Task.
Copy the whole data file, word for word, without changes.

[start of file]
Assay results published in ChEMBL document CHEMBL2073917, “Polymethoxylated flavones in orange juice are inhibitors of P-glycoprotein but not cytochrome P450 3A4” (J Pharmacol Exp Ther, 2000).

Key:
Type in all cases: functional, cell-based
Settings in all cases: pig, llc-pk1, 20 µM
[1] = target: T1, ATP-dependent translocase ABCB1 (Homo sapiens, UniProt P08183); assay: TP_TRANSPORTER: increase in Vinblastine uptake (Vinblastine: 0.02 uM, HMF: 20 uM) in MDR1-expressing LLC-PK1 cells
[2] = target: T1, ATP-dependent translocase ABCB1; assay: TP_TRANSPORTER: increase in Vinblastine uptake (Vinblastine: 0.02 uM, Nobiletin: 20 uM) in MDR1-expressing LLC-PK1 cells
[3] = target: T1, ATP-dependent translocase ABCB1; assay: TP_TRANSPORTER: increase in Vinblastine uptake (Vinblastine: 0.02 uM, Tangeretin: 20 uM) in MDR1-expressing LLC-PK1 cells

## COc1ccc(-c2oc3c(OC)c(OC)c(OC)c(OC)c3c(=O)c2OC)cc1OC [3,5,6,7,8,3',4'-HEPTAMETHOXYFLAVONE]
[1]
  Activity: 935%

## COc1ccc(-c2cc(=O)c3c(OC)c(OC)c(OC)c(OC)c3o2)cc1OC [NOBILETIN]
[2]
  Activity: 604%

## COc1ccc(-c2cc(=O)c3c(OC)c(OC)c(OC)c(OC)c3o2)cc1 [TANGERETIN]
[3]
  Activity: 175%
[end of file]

Assay results published in ChEMBL document CHEMBL2073917, “Polymethoxylated flavones in orange juice are inhibitors of P-glycoprotein but not cytochrome P450 3A4” (J Pharmacol Exp Ther, 2000).

Key:
Type in all cases: functional, cell-based
Settings in all cases: pig, llc-pk1, 20 µM
[1] = target: T1, ATP-dependent translocase ABCB1 (Homo sapiens, UniProt P08183); assay: TP_TRANSPORTER: increase in Vinblastine uptake (Vinblastine: 0.02 uM, HMF: 20 uM) in MDR1-expressing LLC-PK1 cells
[2] = target: T1, ATP-dependent translocase ABCB1; assay: TP_TRANSPORTER: increase in Vinblastine uptake (Vinblastine: 0.02 uM, Nobiletin: 20 uM) in MDR1-expressing LLC-PK1 cells
[3] = target: T1, ATP-dependent translocase ABCB1; assay: TP_TRANSPORTER: increase in Vinblastine uptake (Vinblastine: 0.02 uM, Tangeretin: 20 uM) in MDR1-expressing LLC-PK1 cells

## COc1ccc(-c2oc3c(OC)c(OC)c(OC)c(OC)c3c(=O)c2OC)cc1OC [3,5,6,7,8,3',4'-HEPTAMETHOXYFLAVONE]
[1]
  Activity: 935%

## COc1ccc(-c2cc(=O)c3c(OC)c(OC)c(OC)c(OC)c3o2)cc1OC [NOBILETIN]
[2]
  Activity: 604%

## COc1ccc(-c2cc(=O)c3c(OC)c(OC)c(OC)c(OC)c3o2)cc1 [TANGERETIN]
[3]
  Activity: 175%